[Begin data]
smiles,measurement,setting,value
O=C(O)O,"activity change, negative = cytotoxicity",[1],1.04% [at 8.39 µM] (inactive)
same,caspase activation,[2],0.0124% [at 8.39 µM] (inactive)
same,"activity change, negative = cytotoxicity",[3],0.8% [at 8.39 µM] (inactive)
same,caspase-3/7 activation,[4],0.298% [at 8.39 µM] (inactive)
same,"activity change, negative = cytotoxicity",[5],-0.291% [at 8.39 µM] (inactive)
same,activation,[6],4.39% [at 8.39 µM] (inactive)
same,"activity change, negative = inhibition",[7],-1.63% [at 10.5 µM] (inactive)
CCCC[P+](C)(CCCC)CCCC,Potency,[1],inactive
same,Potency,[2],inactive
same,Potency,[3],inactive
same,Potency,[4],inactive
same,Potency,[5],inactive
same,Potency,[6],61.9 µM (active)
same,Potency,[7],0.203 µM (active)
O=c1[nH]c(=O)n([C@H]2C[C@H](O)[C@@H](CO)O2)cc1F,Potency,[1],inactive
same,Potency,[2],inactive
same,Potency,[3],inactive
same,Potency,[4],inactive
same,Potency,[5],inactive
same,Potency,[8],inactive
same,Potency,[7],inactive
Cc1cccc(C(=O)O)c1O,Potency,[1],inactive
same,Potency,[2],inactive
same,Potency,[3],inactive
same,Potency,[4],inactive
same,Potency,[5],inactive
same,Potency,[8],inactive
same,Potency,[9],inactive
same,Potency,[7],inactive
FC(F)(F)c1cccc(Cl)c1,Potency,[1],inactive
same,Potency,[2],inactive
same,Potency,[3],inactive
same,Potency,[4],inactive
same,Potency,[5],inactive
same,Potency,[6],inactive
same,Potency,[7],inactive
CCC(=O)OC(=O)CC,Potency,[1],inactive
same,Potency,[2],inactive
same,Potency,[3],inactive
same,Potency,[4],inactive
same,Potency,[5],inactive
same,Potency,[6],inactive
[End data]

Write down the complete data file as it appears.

smiles,measurement,setting,value
O=C(O)O,"activity change, negative = cytotoxicity",[1],1.04% [at 8.39 µM] (inactive)
same,caspase activation,[2],0.0124% [at 8.39 µM] (inactive)
same,"activity change, negative = cytotoxicity",[3],0.8% [at 8.39 µM] (inactive)
same,caspase-3/7 activation,[4],0.298% [at 8.39 µM] (inactive)
same,"activity change, negative = cytotoxicity",[5],-0.291% [at 8.39 µM] (inactive)
same,activation,[6],4.39% [at 8.39 µM] (inactive)
same,"activity change, negative = inhibition",[7],-1.63% [at 10.5 µM] (inactive)
CCCC[P+](C)(CCCC)CCCC,Potency,[1],inactive
same,Potency,[2],inactive
same,Potency,[3],inactive
same,Potency,[4],inactive
same,Potency,[5],inactive
same,Potency,[6],61.9 µM (active)
same,Potency,[7],0.203 µM (active)
O=c1[nH]c(=O)n([C@H]2C[C@H](O)[C@@H](CO)O2)cc1F,Potency,[1],inactive
same,Potency,[2],inactive
same,Potency,[3],inactive
same,Potency,[4],inactive
same,Potency,[5],inactive
same,Potency,[8],inactive
same,Potency,[7],inactive
Cc1cccc(C(=O)O)c1O,Potency,[1],inactive
same,Potency,[2],inactive
same,Potency,[3],inactive
same,Potency,[4],inactive
same,Potency,[5],inactive
same,Potency,[8],inactive
same,Potency,[9],inactive
same,Potency,[7],inactive
FC(F)(F)c1cccc(Cl)c1,Potency,[1],inactive
same,Potency,[2],inactive
same,Potency,[3],inactive
same,Potency,[4],inactive
same,Potency,[5],inactive
same,Potency,[6],inactive
same,Potency,[7],inactive
CCC(=O)OC(=O)CC,Potency,[1],inactive
same,Potency,[2],inactive
same,Potency,[3],inactive
same,Potency,[4],inactive
same,Potency,[5],inactive
same,Potency,[6],inactive